European Unibail To Buy Westfield And Create World’s Largest Mall Owner
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CLARIFICATION, DEC. 13, 6:30 P.M. ET: This story has switched between two numbers for the value of the purchase: $15.7B and $24.7B. Neither is incorrect: U.S. news stories have primarily reported the $16B number, which is Unibail-Rodamco's bid for Westfield. U.K. outlets have leaned toward $25B, which is the enterprise value of the deal including debt. Our story now reflects both numbers.
Unibail-Rodamco has agreed to buy Westfield for about $16B in a deal that creates the largest owner of shopping centers in the world with a portfolio valued at $72B.
Unibail, which is listed in Amsterdam and Paris, announced Tuesday that it had agreed to buy Sydney-listed Westfield in a deal that has been approved by the boards of both companies and the Lowy family, which founded Westfield and is still a big shareholder. Unibail's $16B bid values Westfield at $25B, including debt.
The combined company will have a portfolio of 104 shopping centers in Europe and the U.S., including some of the most well-known in the world such as Westfield World Trade Center in New York, Westfield London and Les Quatre Temps in Paris.
It will be listed in Europe and Sydney and have a market capitalization of $36B, which still puts it behind Simon Property Group in terms of overall value.
It said 56 of its centers are "flagship" destinations and that the Westfield brand would be rolled out across them over time.
As well as the existing portfolio, the combined company will have a $14.5B development pipeline.
The move comes at a time of upheaval in the retail world, with consumers spending increasing amounts online rather than in brick-and-mortar stores. This has created the opportunity for consolidation, with the U.K.’s two largest specialist retail REITs, Hammerson and Intu, announcing a merger to create a £19B company last week, and Brookfield attempting to buy General Growth Properties for $15B.
Unibail said its focus on the best-quality malls made it more resilient to the challenges posed by online retail, and that its purchase of Westfield would increase this resilience.
“It adds a number of new attractive retail markets in London and the wealthiest catchment areas in the United States,” Unibail Chief Executive Cristophe Cuvillier said. “It provides a unique platform of superior quality shopping destinations supported by experienced professionals of both Unibail-Rodamco and Westfield.”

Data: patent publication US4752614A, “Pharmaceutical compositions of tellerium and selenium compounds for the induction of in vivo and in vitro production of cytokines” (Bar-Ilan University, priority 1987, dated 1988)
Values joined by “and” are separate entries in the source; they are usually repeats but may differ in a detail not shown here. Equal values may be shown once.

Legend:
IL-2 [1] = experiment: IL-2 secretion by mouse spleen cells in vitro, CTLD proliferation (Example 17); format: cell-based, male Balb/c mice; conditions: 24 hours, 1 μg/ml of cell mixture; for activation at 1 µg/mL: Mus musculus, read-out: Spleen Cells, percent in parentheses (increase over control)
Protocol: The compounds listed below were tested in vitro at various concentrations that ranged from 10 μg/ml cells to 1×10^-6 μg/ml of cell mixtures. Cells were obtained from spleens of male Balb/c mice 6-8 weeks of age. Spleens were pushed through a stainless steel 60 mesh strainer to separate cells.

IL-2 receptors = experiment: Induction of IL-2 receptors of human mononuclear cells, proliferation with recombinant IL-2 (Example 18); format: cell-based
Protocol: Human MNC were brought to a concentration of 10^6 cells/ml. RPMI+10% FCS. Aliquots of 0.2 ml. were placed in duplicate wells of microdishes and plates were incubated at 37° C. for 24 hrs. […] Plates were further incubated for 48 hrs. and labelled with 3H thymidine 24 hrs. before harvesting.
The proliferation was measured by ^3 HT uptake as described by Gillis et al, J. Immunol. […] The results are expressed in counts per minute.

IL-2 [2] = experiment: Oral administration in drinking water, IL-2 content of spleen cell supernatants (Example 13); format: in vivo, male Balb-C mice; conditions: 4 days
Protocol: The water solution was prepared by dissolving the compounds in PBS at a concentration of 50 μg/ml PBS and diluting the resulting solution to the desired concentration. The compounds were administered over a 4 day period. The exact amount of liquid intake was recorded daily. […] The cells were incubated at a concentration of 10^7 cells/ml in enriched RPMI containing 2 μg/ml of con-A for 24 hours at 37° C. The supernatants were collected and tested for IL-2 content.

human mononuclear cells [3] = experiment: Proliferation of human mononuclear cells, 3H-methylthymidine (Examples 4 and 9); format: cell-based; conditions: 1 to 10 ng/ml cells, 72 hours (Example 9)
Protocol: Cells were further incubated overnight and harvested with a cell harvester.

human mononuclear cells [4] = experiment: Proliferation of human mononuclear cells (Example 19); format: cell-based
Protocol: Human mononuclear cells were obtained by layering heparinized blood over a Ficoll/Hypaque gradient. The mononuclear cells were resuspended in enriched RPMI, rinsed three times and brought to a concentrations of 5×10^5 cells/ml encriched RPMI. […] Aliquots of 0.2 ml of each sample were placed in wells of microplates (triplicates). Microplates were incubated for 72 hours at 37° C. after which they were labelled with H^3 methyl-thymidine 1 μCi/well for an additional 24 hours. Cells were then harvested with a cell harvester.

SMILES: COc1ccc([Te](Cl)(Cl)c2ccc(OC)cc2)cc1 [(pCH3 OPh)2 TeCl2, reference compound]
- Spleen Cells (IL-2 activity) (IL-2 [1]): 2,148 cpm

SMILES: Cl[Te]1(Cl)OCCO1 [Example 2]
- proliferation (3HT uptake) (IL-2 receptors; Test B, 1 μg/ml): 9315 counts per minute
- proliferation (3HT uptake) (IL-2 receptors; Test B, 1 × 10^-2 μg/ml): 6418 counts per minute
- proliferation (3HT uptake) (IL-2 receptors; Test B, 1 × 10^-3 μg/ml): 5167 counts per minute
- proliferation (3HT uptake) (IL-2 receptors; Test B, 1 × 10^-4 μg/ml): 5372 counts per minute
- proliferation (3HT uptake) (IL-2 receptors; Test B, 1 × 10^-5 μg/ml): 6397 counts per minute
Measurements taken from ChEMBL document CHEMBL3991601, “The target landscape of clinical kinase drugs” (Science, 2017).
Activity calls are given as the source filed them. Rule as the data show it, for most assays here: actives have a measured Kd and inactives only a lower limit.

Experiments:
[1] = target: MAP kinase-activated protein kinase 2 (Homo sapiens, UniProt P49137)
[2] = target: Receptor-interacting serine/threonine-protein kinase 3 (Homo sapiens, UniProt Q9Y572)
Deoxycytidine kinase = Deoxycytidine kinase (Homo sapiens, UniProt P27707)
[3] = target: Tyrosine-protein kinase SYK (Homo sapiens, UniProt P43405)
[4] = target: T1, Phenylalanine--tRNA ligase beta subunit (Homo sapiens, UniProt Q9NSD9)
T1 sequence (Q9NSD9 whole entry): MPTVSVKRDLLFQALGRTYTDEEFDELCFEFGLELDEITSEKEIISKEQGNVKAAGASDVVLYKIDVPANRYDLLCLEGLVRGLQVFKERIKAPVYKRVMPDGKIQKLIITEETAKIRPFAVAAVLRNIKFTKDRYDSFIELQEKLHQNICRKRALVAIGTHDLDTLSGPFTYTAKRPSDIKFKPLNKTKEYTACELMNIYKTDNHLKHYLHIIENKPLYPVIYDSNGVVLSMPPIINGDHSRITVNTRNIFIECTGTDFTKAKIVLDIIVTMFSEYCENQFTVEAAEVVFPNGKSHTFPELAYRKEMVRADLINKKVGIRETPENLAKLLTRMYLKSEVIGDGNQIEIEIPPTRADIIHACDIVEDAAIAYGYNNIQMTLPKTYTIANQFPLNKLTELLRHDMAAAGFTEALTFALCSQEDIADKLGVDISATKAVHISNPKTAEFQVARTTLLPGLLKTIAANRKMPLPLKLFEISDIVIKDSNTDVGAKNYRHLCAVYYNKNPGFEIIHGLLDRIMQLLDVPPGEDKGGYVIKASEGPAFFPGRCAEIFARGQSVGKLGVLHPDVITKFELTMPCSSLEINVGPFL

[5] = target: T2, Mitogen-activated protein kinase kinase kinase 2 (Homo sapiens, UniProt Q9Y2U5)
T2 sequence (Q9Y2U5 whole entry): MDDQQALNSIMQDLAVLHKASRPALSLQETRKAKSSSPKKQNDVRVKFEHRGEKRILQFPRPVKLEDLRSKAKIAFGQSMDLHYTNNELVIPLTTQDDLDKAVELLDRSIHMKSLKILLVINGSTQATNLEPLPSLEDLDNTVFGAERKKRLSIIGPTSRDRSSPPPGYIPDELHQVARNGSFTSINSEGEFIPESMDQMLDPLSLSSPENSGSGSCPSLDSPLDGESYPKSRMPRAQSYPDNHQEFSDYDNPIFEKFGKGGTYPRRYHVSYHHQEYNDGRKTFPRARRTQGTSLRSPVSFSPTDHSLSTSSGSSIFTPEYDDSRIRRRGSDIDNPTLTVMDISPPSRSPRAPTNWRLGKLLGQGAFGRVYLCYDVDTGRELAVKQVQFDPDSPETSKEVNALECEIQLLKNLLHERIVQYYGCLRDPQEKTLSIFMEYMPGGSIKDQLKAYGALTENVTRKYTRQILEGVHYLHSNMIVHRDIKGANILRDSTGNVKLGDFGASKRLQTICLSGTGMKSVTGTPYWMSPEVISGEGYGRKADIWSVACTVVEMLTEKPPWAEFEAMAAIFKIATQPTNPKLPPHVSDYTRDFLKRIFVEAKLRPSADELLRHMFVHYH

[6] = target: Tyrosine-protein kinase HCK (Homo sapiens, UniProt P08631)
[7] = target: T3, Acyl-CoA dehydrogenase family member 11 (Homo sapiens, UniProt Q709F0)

Unibail shares were down 2.6% at lunchtime on the day the deal was announced.
“Our first take is that we are not over-excited about the price,” said Peter Papadakos, an analyst at Green Street Advisors in London. “Unibail is buying at an implied initial yield of below 4%. If you think about where cap rates and yields are going in the U.S. and the U.K., which we think will be stable to upwards, the pricing is aggressive.”
Unibail said it would be selling around $3B of assets from the combined company, but sales in the U.S. are unlikely for now.
“The U.S. is probably not the market where you’d try to sell lower-quality malls at this point,” Unibail-Rodamco Chief Financial Officer Jaap Tonckens said in an interview with Bloomberg Television. “I think we’ll focus on improving them, ride out the storm and see where we go from there.”
Cuvillier and Tonckens will be CEO and CFO of the combined company respectively, and the deal sees the Lowy family step back from a company they have built up over six decades. Family patriarch Frank Lowy started the company with a single shopping centre outside of Sydney in 1959.
“Assets I’ve spent my life building, I could not imagine a better home for them than in this new company," he said.